There were many heartfelt comments responding to the previous posts about the brand of craft. Some questioned the brand of craft. The overwhelming evidence, however, is that craft must adapt to the dynamics of the evolving marketplace. The question is, "How?"
Holding on to values that makers care about while navigating the realities of the current economy seemed daunting to me also. Then I saw John Gerzema in a TED Talk that inspired some new insights and helped me focus on actions that the craft community can support.
The consumer has moved "from mindless consumption to mindful consumption." "By restricting their demand, consumers can actually align their values with their spending, and drive capitalism and business to not just be about more, but be about better."
Gerzema states that we are "going to go through four value-shifts that we see driving new consumer behaviors...."
The consumer value shifts that Gerzema describes will impact or have already impacted the craft marketplace. By understanding these value shifts, the craft community could better align itself with and take advantage of the emerging trends in consumer behavior.
"The first cultural value shift" is "..déclassé consumption." Déclassé consumption is the whole idea that spending money frivolously makes you look a little bit anti-fashion." Similarly, craft should not participate in the "buy cheap and throw away" mentality. Craft could be about quality instead of quantity.
"The second of the four values is this movement toward ethics and fair play." "And, as a result, businesses must provide not only value but values. Increasingly, consumers are looking at the culture of the company, looking for their conduct in the marketplace...Complete transparency." Similarly, craft has traditionally been about multiple values. The value of handmade or artist-made. The value of skill. The personal connection with the maker in the booth or at an exhibition. No factory model, no exploiting labor in third world countries.
"The third of the four laws of post-crisis consumerism is about durable living." Consumers increasingly want to obtain the full "value out of every purchase." "The principle is...that it's about being sustainable.." Likewise, craft could highlight sustainability and conservative use of materials. Craft can be about traditional skills and heritage. It could be about "Made in the USA." Buying quality instead of quantity.
"So, the fourth sort of post-crisis consumerism that we see is this movement about a return to the fold." It's a growing awareness of our place in the world. "It's now about connecting to your communities, connecting to your social networks."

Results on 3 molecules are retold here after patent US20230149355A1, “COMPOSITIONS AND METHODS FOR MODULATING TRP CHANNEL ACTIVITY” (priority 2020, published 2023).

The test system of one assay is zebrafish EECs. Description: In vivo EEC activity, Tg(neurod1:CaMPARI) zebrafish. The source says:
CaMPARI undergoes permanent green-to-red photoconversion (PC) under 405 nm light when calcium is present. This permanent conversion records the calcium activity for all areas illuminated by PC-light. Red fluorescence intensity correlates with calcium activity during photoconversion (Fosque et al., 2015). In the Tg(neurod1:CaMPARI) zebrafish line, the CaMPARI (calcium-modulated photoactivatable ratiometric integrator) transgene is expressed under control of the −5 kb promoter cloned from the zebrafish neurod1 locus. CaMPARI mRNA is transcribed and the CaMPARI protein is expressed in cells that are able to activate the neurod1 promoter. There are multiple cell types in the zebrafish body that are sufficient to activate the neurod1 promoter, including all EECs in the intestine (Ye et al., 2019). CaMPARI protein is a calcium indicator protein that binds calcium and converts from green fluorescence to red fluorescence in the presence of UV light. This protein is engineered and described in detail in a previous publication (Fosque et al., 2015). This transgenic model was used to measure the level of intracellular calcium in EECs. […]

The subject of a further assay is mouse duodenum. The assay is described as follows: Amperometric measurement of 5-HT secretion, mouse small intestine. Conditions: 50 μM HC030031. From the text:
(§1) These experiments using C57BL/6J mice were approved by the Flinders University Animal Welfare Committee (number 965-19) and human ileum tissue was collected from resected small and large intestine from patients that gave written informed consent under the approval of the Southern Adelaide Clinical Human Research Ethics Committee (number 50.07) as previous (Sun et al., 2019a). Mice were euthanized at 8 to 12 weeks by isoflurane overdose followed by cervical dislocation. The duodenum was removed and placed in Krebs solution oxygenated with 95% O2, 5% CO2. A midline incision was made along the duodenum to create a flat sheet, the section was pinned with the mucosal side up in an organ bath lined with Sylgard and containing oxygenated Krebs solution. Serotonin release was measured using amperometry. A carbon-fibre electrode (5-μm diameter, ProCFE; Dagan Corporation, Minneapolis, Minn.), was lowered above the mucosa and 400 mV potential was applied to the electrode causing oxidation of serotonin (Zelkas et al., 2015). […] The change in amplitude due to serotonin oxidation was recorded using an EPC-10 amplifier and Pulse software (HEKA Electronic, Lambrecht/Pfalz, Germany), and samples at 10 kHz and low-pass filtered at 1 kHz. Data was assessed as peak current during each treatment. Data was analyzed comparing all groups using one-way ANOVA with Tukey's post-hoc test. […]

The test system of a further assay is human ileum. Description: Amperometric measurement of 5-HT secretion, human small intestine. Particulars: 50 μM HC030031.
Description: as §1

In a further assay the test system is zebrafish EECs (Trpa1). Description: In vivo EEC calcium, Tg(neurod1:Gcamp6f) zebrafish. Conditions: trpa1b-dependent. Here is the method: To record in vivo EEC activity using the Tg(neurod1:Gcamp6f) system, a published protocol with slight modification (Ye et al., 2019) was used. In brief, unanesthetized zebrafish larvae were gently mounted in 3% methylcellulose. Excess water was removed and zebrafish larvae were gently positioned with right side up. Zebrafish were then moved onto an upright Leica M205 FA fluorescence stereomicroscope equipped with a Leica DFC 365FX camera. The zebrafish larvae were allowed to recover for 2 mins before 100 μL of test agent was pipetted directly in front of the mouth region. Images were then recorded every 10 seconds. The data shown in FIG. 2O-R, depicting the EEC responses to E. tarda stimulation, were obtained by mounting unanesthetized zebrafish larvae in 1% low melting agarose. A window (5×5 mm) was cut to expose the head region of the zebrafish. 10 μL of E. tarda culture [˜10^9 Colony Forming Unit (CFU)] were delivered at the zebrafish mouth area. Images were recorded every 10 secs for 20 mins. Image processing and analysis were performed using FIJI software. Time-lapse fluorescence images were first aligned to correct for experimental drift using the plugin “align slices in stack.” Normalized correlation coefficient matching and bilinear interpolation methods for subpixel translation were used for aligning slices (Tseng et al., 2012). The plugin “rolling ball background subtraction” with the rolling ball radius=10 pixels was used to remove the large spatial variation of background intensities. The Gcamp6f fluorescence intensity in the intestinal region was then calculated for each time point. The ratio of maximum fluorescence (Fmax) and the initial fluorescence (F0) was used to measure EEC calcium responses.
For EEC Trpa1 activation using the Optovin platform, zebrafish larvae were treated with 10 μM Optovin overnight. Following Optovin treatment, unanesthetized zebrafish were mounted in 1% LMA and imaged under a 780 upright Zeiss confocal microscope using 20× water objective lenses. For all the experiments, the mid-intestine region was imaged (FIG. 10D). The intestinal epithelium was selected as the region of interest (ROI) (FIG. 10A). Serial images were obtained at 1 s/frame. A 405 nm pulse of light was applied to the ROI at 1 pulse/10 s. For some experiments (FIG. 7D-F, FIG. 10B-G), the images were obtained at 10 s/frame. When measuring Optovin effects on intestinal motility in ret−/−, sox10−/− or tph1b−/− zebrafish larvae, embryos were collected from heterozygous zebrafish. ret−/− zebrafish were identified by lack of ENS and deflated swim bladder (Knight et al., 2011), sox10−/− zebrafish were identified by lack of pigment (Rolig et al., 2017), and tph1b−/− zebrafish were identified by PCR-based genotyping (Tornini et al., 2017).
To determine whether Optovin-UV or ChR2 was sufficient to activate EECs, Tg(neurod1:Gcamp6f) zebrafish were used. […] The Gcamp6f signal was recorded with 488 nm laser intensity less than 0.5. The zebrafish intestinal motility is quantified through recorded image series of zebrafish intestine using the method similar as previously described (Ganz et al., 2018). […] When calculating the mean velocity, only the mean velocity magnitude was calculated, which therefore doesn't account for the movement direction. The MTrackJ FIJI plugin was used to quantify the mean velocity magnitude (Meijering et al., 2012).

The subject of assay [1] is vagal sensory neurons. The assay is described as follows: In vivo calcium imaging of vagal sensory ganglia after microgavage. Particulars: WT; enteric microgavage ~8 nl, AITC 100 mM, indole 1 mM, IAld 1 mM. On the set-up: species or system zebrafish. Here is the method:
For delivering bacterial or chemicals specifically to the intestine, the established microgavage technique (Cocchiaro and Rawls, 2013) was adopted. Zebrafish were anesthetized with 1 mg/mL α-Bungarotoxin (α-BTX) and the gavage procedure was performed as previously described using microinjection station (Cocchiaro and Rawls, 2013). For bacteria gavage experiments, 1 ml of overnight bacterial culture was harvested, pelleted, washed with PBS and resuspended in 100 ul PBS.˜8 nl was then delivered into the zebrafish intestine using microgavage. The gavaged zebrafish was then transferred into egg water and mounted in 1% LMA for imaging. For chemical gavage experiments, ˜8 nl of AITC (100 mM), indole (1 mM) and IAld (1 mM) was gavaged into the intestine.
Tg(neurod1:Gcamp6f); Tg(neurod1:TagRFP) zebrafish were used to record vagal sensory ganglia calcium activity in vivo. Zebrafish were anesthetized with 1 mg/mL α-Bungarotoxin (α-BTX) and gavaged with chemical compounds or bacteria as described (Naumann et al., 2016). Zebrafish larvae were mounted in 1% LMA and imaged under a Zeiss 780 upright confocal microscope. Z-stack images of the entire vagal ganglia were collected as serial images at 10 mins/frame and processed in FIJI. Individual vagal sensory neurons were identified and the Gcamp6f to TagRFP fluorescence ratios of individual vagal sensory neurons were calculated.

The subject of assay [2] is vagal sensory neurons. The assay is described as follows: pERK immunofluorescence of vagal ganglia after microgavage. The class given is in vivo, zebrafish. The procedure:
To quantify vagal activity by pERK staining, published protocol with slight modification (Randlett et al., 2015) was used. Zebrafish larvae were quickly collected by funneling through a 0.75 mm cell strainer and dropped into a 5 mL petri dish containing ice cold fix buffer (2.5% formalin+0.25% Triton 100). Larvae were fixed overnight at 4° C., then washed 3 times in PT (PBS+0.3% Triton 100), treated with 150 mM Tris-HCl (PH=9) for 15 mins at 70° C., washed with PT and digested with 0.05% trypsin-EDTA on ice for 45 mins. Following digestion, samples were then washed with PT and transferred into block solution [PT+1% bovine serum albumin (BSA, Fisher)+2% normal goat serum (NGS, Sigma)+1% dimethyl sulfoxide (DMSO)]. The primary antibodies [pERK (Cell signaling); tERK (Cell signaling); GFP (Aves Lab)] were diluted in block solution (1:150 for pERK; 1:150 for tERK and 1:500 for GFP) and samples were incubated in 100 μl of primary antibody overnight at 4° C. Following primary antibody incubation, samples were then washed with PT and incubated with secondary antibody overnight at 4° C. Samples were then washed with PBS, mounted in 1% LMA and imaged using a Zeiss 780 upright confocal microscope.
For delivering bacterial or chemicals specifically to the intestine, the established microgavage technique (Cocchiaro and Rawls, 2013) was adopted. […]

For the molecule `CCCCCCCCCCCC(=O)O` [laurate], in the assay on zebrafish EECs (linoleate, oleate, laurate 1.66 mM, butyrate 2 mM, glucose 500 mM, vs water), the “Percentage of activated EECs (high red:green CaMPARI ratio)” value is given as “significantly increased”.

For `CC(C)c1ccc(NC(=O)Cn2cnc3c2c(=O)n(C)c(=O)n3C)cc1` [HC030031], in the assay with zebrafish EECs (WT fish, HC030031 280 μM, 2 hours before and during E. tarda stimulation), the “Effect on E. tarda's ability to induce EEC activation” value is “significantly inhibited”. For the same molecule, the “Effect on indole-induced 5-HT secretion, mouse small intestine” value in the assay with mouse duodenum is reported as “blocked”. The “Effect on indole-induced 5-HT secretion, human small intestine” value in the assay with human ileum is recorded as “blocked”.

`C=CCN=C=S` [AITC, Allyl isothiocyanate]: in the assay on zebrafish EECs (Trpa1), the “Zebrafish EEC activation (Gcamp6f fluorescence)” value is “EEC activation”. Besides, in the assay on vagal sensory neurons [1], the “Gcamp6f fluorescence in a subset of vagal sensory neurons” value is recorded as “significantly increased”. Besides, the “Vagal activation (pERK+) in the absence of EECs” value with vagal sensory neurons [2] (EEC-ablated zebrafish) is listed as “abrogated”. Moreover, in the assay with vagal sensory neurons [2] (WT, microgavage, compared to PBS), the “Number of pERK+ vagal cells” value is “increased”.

Within this concept, "the artisanal movement is huge. Everything about locally derived products and services, supporting your local neighborhoods, whether it's cheeses, wines, and other products." Ironically, many of these new products market their products using the word craft, crafted, and crafting to develop an identity for their premium product. Craft fits perfectly into buying local, "support your local neighborhood or local producer." Craft is about the value of buying from the individual that lives in your neighborhood or has a studio down the street.
Craft and the "post-crisis consumer" can be closely aligned with a long list of values:
- QUALITY INSTEAD OF QUANTITY
- SUSTAINABLE and GREEN FABRICATION (without greenwashing.)
- TRANSPARENCY meeting the makers, visiting the studio.
- IDENTITY OF THE MAKER as an individual (not a factory)
- BUY LOCAL
- ALIGN WITH THE artisanal movement
- MADE IN THE USA - no imports.
- CRAFT MADE WITH FAIR WAGES
- CRAFT AS AN EXPERIENCE
So what can artists and makers specifically do?
Specific actions can transform the craft market.
Insist that every show implements rules against imported items. If the show has no such policy, Don't even apply. Actively practice how the values of craft can be used to promote craft in the marketplace.
Make quality instead of quantity
Decline to compete on price alone. A downward price spiral is not a productive strategy. Craft needs to sell the values that makers add such as quality, buying local, or sustainable fabrication practices.
Differentiate your art or craft from third-world imports and manufactured goods.
Participate in the experiential economy. Demonstrate with samples, or show your fabrication process.
Create understanding and appreciation for realistic wages.
Appeal to the consumer with services such as custom or commission work.
BELOW TED talk from John Gerzema:
The post-crisis consumer
This post was updated on June 22, 2022, to provide current links.